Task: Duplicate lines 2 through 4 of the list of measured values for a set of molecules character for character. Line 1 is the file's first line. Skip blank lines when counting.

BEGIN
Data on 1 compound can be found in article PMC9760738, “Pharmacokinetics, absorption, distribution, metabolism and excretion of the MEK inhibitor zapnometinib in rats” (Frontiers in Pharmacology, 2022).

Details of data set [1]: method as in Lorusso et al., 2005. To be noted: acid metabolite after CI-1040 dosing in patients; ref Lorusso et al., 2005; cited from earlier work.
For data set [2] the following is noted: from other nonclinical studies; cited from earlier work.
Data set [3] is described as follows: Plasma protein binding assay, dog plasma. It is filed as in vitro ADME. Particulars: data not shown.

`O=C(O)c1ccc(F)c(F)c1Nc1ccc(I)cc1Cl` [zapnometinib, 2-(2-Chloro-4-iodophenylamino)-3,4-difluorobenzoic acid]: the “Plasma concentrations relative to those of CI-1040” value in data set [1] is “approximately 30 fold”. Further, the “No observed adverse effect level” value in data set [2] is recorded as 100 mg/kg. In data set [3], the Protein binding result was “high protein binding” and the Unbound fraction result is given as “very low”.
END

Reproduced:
Details of data set [1]: method as in Lorusso et al., 2005. To be noted: acid metabolite after CI-1040 dosing in patients; ref Lorusso et al., 2005; cited from earlier work.
For data set [2] the following is noted: from other nonclinical studies; cited from earlier work.
Data set [3] is described as follows: Plasma protein binding assay, dog plasma. It is filed as in vitro ADME. Particulars: data not shown.